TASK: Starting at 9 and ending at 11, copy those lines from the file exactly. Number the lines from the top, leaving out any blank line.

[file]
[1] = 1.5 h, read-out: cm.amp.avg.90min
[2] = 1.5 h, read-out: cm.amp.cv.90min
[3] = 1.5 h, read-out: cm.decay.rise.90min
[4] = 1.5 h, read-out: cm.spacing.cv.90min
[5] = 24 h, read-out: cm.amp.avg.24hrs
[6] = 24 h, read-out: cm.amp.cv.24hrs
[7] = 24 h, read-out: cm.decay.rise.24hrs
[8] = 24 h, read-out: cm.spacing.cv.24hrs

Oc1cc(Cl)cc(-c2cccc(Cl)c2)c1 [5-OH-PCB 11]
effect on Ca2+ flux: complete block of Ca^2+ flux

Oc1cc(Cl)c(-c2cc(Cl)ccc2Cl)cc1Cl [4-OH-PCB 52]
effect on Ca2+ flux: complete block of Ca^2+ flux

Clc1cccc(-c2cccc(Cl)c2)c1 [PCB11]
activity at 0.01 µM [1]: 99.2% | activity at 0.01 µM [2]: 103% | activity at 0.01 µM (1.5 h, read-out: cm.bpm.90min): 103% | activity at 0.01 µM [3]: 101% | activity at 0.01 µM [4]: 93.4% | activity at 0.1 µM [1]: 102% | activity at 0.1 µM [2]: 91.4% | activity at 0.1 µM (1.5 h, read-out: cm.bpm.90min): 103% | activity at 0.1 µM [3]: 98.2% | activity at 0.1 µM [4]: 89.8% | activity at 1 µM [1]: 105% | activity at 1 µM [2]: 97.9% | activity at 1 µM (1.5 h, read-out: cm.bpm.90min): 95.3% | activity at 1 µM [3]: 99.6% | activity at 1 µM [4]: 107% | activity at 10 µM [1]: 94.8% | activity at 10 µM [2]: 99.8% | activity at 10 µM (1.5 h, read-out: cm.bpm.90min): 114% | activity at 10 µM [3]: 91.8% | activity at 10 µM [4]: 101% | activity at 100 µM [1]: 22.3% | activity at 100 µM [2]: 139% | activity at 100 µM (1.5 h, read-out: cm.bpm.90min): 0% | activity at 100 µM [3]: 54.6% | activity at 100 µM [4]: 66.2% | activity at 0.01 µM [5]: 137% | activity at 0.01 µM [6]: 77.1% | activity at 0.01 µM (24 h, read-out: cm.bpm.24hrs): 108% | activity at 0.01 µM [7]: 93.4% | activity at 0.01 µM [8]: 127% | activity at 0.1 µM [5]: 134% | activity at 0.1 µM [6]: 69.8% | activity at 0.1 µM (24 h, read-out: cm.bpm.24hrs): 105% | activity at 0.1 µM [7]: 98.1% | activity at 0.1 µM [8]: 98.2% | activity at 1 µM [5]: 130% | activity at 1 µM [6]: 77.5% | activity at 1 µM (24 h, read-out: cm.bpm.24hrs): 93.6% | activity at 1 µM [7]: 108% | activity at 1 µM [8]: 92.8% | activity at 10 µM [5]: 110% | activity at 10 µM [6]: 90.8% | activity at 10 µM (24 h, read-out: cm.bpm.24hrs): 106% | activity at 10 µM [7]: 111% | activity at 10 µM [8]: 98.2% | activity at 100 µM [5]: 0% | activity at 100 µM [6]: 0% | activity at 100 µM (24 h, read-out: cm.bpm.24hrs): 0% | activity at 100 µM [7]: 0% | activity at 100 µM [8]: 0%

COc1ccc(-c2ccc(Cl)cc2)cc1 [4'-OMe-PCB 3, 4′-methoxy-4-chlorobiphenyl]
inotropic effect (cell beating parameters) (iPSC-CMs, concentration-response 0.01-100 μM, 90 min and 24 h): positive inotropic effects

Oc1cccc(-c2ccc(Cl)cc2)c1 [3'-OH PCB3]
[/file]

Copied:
Oc1cc(Cl)cc(-c2cccc(Cl)c2)c1 [5-OH-PCB 11]
effect on Ca2+ flux: complete block of Ca^2+ flux

Oc1cc(Cl)c(-c2cc(Cl)ccc2Cl)cc1Cl [4-OH-PCB 52]